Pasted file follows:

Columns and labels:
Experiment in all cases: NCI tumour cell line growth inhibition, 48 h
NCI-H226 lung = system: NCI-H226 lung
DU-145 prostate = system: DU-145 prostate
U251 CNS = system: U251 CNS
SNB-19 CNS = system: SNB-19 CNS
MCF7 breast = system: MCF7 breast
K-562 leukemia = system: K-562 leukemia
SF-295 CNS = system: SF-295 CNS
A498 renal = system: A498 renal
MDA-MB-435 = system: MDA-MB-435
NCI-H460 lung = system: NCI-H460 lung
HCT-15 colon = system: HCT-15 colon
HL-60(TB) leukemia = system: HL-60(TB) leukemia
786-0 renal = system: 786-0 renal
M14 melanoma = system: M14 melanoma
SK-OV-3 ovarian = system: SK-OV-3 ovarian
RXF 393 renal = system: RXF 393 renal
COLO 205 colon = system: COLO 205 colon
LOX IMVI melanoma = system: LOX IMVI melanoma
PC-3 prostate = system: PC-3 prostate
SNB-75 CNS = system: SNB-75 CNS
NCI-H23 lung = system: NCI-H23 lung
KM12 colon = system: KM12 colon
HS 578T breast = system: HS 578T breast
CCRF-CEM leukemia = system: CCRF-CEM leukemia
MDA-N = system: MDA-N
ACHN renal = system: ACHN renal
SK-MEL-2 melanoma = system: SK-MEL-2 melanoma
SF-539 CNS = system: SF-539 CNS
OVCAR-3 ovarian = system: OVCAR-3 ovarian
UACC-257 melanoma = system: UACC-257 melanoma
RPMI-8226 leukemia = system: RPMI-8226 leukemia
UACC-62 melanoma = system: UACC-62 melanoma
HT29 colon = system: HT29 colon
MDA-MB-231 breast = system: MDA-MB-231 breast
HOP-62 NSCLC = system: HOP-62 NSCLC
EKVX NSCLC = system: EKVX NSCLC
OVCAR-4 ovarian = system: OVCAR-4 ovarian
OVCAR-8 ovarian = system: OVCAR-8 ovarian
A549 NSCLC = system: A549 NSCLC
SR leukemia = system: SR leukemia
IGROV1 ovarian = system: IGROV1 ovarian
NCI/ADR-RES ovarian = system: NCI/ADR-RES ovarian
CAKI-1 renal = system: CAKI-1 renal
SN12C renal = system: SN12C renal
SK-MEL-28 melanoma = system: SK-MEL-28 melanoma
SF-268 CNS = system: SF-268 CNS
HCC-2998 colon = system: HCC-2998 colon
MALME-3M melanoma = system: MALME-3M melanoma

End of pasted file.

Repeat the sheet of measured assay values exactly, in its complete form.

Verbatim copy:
Columns and labels:
Experiment in all cases: NCI tumour cell line growth inhibition, 48 h
NCI-H226 lung = system: NCI-H226 lung
DU-145 prostate = system: DU-145 prostate
U251 CNS = system: U251 CNS
SNB-19 CNS = system: SNB-19 CNS
MCF7 breast = system: MCF7 breast
K-562 leukemia = system: K-562 leukemia
SF-295 CNS = system: SF-295 CNS
A498 renal = system: A498 renal
MDA-MB-435 = system: MDA-MB-435
NCI-H460 lung = system: NCI-H460 lung
HCT-15 colon = system: HCT-15 colon
HL-60(TB) leukemia = system: HL-60(TB) leukemia
786-0 renal = system: 786-0 renal
M14 melanoma = system: M14 melanoma
SK-OV-3 ovarian = system: SK-OV-3 ovarian
RXF 393 renal = system: RXF 393 renal
COLO 205 colon = system: COLO 205 colon
LOX IMVI melanoma = system: LOX IMVI melanoma
PC-3 prostate = system: PC-3 prostate
SNB-75 CNS = system: SNB-75 CNS
NCI-H23 lung = system: NCI-H23 lung
KM12 colon = system: KM12 colon
HS 578T breast = system: HS 578T breast
CCRF-CEM leukemia = system: CCRF-CEM leukemia
MDA-N = system: MDA-N
ACHN renal = system: ACHN renal
SK-MEL-2 melanoma = system: SK-MEL-2 melanoma
SF-539 CNS = system: SF-539 CNS
OVCAR-3 ovarian = system: OVCAR-3 ovarian
UACC-257 melanoma = system: UACC-257 melanoma
RPMI-8226 leukemia = system: RPMI-8226 leukemia
UACC-62 melanoma = system: UACC-62 melanoma
HT29 colon = system: HT29 colon
MDA-MB-231 breast = system: MDA-MB-231 breast
HOP-62 NSCLC = system: HOP-62 NSCLC
EKVX NSCLC = system: EKVX NSCLC
OVCAR-4 ovarian = system: OVCAR-4 ovarian
OVCAR-8 ovarian = system: OVCAR-8 ovarian
A549 NSCLC = system: A549 NSCLC
SR leukemia = system: SR leukemia
IGROV1 ovarian = system: IGROV1 ovarian
NCI/ADR-RES ovarian = system: NCI/ADR-RES ovarian
CAKI-1 renal = system: CAKI-1 renal
SN12C renal = system: SN12C renal
SK-MEL-28 melanoma = system: SK-MEL-28 melanoma
SF-268 CNS = system: SF-268 CNS
HCC-2998 colon = system: HCC-2998 colon
MALME-3M melanoma = system: MALME-3M melanoma